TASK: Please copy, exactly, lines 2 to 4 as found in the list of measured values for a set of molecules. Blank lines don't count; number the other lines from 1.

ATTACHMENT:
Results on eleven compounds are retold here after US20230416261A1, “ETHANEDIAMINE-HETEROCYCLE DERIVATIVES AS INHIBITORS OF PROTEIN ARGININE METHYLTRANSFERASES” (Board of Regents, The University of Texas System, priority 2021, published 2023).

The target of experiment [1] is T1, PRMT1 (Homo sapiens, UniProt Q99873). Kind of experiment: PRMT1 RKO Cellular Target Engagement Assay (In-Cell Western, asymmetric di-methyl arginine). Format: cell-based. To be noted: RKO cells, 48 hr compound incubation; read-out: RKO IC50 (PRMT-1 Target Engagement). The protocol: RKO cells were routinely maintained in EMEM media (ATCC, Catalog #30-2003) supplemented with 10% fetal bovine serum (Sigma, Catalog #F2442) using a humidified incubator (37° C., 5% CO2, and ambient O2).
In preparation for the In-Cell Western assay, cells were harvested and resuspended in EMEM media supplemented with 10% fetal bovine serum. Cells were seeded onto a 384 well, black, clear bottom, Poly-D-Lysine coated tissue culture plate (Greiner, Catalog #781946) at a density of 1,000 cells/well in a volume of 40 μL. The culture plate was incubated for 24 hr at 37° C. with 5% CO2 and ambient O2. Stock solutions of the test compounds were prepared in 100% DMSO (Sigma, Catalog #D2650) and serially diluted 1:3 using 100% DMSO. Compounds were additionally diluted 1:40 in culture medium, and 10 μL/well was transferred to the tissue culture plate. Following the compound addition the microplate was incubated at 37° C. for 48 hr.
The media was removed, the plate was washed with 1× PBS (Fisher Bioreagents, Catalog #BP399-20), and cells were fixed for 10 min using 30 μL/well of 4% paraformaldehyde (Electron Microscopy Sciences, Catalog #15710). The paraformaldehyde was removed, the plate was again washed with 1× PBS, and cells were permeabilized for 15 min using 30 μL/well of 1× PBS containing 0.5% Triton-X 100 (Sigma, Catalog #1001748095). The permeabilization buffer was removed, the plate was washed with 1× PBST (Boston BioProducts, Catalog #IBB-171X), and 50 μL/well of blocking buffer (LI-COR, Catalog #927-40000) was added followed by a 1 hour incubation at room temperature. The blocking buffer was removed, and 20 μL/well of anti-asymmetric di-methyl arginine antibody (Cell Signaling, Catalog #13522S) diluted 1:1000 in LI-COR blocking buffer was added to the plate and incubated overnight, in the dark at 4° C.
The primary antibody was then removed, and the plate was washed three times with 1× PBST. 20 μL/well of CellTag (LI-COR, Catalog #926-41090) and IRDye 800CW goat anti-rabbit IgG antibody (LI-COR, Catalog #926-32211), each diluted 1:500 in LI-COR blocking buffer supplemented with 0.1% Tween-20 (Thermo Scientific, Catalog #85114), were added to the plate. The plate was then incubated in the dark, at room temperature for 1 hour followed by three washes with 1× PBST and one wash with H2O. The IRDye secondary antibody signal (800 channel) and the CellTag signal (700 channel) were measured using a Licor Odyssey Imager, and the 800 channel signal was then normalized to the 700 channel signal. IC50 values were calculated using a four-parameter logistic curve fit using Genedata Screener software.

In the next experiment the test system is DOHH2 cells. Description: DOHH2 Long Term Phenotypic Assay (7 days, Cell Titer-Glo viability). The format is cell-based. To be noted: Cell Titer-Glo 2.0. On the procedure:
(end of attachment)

The target of experiment [1] is T1, PRMT1 (Homo sapiens, UniProt Q99873). Kind of experiment: PRMT1 RKO Cellular Target Engagement Assay (In-Cell Western, asymmetric di-methyl arginine). Format: cell-based. To be noted: RKO cells, 48 hr compound incubation; read-out: RKO IC50 (PRMT-1 Target Engagement). The protocol: RKO cells were routinely maintained in EMEM media (ATCC, Catalog #30-2003) supplemented with 10% fetal bovine serum (Sigma, Catalog #F2442) using a humidified incubator (37° C., 5% CO2, and ambient O2).
In preparation for the In-Cell Western assay, cells were harvested and resuspended in EMEM media supplemented with 10% fetal bovine serum. Cells were seeded onto a 384 well, black, clear bottom, Poly-D-Lysine coated tissue culture plate (Greiner, Catalog #781946) at a density of 1,000 cells/well in a volume of 40 μL. The culture plate was incubated for 24 hr at 37° C. with 5% CO2 and ambient O2. Stock solutions of the test compounds were prepared in 100% DMSO (Sigma, Catalog #D2650) and serially diluted 1:3 using 100% DMSO. Compounds were additionally diluted 1:40 in culture medium, and 10 μL/well was transferred to the tissue culture plate. Following the compound addition the microplate was incubated at 37° C. for 48 hr.
The media was removed, the plate was washed with 1× PBS (Fisher Bioreagents, Catalog #BP399-20), and cells were fixed for 10 min using 30 μL/well of 4% paraformaldehyde (Electron Microscopy Sciences, Catalog #15710). The paraformaldehyde was removed, the plate was again washed with 1× PBS, and cells were permeabilized for 15 min using 30 μL/well of 1× PBS containing 0.5% Triton-X 100 (Sigma, Catalog #1001748095). The permeabilization buffer was removed, the plate was washed with 1× PBST (Boston BioProducts, Catalog #IBB-171X), and 50 μL/well of blocking buffer (LI-COR, Catalog #927-40000) was added followed by a 1 hour incubation at room temperature. The blocking buffer was removed, and 20 μL/well of anti-asymmetric di-methyl arginine antibody (Cell Signaling, Catalog #13522S) diluted 1:1000 in LI-COR blocking buffer was added to the plate and incubated overnight, in the dark at 4° C.